With the arrival of summer when the occurrence of diseases transmitted by mosquitoes, such as yellow fever increase, the Brazilian Ministry of Health is alerting the population to get vaccinated against the disease.
The alert is mainly focused on the population that lives in the South and Southeast regions of the country due to the confirmation of 38 monkey deaths in the states of Paraná (34), São Paulo (3) and Santa Catarina (1). In total, 1,087 reports of suspected monkey deaths were recorded in the country.
The alert is given because the regions have a large population and a low number of people vaccinated, which directly contributes to the cases of the disease.
The target public for vaccination is people from nine months of age and 59 years of age who do not have proof of vaccination.
Regarding human cases, 327 suspected yellow fever cases were reported in the same period, of which 50 remain under investigation and one has been confirmed.
The yellow fever vaccine is offered in the National Vaccination Calendar and distributed monthly to the states. In 2019, more than 16 million doses of the yellow fever vaccine were distributed throughout the country. Despite this availability, there is a low demand from the population for vaccination. For 2020, the portfolio acquired 71 million doses of the vaccine, enough to serve the country for more than three years.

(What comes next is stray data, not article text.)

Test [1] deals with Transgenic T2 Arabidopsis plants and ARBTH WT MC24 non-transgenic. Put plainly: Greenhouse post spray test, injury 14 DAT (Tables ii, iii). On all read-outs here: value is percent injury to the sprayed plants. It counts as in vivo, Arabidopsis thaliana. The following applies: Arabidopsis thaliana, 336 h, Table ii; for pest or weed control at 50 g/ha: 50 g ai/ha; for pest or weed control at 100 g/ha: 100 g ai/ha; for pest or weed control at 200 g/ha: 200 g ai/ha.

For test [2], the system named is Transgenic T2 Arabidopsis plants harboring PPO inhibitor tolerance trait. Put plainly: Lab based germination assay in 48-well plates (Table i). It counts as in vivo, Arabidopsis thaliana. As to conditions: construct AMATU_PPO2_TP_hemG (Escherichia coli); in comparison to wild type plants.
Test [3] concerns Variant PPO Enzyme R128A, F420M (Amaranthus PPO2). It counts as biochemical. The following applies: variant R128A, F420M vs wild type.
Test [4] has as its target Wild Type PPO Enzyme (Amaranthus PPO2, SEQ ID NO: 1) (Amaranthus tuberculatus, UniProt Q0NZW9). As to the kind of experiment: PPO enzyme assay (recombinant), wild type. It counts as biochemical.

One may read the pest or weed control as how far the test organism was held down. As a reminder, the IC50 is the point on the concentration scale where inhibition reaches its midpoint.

In 2020, the Ministry of Health will gradually expand yellow fever vaccination to 1,101 municipalities in the Northeast states that were not yet part of the vaccination recommendation area. Thus, the whole country now has the vaccine against yellow fever in the routine of services.
Another change in the calendar was that the children started to have a booster vaccine at the age of four. The decision came because recent scientific studies have shown a decrease in the child’s immune response, which is vaccinated very early, at 9 months, as predicted in the child’s National Vaccination Calendar. Since 2017, the Ministry of Health has followed the guidelines of the World Health Organization (WHO) to offer only one dose of the yellow fever vaccine in a lifetime.
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